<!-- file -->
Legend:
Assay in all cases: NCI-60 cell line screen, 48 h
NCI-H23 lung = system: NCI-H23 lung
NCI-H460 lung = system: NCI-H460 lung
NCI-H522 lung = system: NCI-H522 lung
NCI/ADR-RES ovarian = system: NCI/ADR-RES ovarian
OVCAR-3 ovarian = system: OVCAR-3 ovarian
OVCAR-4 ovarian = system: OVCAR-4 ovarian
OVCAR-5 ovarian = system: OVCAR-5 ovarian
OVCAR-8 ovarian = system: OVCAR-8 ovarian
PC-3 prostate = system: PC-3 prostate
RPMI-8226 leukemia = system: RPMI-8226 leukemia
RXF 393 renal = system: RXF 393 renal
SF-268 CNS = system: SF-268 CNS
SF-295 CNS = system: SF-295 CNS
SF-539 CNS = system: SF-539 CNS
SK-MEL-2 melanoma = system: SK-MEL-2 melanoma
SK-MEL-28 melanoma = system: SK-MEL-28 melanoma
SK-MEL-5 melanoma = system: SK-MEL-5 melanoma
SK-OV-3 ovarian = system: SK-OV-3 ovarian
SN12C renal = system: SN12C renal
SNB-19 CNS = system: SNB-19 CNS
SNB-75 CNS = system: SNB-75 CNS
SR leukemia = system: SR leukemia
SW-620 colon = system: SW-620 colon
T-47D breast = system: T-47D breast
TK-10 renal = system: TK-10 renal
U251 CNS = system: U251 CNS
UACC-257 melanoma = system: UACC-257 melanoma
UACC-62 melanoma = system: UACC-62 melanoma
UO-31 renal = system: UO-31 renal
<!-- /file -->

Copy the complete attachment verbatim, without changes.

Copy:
Legend:
Assay in all cases: NCI-60 cell line screen, 48 h
NCI-H23 lung = system: NCI-H23 lung
NCI-H460 lung = system: NCI-H460 lung
NCI-H522 lung = system: NCI-H522 lung
NCI/ADR-RES ovarian = system: NCI/ADR-RES ovarian
OVCAR-3 ovarian = system: OVCAR-3 ovarian
OVCAR-4 ovarian = system: OVCAR-4 ovarian
OVCAR-5 ovarian = system: OVCAR-5 ovarian
OVCAR-8 ovarian = system: OVCAR-8 ovarian
PC-3 prostate = system: PC-3 prostate
RPMI-8226 leukemia = system: RPMI-8226 leukemia
RXF 393 renal = system: RXF 393 renal
SF-268 CNS = system: SF-268 CNS
SF-295 CNS = system: SF-295 CNS
SF-539 CNS = system: SF-539 CNS
SK-MEL-2 melanoma = system: SK-MEL-2 melanoma
SK-MEL-28 melanoma = system: SK-MEL-28 melanoma
SK-MEL-5 melanoma = system: SK-MEL-5 melanoma
SK-OV-3 ovarian = system: SK-OV-3 ovarian
SN12C renal = system: SN12C renal
SNB-19 CNS = system: SNB-19 CNS
SNB-75 CNS = system: SNB-75 CNS
SR leukemia = system: SR leukemia
SW-620 colon = system: SW-620 colon
T-47D breast = system: T-47D breast
TK-10 renal = system: TK-10 renal
U251 CNS = system: U251 CNS
UACC-257 melanoma = system: UACC-257 melanoma
UACC-62 melanoma = system: UACC-62 melanoma
UO-31 renal = system: UO-31 renal